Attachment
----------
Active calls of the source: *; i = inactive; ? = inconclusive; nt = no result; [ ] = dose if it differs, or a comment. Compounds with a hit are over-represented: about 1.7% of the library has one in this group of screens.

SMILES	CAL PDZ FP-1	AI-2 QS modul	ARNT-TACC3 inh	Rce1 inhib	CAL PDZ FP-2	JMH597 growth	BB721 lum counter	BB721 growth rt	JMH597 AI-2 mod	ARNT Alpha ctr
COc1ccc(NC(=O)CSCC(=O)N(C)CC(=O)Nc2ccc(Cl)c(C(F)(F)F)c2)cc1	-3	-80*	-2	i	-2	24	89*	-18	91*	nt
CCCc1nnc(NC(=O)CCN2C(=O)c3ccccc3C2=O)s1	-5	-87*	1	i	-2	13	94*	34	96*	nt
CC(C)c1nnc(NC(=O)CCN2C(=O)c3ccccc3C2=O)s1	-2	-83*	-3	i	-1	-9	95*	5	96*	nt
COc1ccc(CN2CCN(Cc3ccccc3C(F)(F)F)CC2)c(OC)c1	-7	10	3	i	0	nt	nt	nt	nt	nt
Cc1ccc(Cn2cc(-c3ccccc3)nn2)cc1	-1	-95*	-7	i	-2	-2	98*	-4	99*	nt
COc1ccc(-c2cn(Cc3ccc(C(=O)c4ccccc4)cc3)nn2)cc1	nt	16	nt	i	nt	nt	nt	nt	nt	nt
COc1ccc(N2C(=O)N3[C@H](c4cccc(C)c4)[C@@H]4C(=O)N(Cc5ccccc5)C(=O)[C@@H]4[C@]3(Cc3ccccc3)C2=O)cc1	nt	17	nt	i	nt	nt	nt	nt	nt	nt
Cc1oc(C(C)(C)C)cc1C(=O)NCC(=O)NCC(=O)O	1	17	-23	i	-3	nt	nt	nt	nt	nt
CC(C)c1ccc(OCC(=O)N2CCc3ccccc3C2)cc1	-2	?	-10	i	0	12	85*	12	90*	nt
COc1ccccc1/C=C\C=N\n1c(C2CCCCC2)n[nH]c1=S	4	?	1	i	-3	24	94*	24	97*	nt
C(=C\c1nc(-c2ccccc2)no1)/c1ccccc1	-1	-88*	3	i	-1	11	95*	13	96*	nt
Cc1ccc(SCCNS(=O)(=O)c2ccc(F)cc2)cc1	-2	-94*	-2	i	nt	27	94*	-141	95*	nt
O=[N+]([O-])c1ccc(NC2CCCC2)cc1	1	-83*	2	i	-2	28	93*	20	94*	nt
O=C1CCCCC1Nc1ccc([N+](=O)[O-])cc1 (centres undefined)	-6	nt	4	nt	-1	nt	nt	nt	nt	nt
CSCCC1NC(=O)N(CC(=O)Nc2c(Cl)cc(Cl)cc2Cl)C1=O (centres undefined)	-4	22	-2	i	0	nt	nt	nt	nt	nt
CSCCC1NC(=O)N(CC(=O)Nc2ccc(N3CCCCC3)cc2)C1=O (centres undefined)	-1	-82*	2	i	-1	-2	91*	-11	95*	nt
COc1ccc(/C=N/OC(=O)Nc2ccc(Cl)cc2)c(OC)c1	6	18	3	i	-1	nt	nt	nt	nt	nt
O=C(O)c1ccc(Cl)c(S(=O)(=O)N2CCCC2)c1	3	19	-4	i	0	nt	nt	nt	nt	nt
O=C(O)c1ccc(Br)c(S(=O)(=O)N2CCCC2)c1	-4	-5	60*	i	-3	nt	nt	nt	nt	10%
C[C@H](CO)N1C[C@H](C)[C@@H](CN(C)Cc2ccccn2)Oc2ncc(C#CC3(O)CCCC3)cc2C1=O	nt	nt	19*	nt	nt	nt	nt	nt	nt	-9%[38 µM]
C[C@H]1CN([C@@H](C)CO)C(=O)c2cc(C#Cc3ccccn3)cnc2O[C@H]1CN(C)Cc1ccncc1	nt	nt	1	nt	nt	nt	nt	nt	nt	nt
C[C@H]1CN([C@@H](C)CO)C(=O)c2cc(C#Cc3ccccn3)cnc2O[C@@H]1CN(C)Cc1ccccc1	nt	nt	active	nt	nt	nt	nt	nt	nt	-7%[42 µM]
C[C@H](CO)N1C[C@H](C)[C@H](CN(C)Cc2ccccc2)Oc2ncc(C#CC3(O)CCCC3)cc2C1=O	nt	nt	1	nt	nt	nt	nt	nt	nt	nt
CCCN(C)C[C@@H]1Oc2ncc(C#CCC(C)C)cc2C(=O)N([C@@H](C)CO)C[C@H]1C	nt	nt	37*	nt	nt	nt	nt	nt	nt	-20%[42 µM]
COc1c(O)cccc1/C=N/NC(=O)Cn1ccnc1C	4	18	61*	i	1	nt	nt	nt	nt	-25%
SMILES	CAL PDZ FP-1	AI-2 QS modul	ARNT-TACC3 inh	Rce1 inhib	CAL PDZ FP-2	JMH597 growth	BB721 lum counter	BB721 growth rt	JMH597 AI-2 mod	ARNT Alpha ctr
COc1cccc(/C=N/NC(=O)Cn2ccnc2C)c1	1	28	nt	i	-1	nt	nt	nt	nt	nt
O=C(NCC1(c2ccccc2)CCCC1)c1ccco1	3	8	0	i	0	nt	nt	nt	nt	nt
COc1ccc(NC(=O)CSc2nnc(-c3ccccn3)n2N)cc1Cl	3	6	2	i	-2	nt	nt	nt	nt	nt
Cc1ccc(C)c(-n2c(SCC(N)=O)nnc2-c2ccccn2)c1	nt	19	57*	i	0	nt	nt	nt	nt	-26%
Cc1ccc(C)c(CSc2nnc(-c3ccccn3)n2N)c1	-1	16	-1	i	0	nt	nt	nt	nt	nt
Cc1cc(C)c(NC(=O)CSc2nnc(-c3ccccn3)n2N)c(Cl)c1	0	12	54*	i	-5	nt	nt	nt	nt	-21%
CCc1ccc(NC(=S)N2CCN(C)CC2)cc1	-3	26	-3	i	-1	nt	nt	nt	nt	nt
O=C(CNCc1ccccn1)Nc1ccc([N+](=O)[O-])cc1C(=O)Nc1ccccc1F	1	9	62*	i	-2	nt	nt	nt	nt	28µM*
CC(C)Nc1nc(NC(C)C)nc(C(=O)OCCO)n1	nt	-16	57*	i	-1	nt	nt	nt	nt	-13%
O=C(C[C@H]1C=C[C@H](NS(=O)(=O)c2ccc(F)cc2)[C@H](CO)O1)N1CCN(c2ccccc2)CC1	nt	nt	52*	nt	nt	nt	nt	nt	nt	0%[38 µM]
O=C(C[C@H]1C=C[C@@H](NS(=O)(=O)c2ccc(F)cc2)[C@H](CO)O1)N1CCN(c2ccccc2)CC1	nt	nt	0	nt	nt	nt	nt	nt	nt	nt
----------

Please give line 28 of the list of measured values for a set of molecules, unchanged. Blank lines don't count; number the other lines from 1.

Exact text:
SMILES	CAL PDZ FP-1	AI-2 QS modul	ARNT-TACC3 inh	Rce1 inhib	CAL PDZ FP-2	JMH597 growth	BB721 lum counter	BB721 growth rt	JMH597 AI-2 mod	ARNT Alpha ctr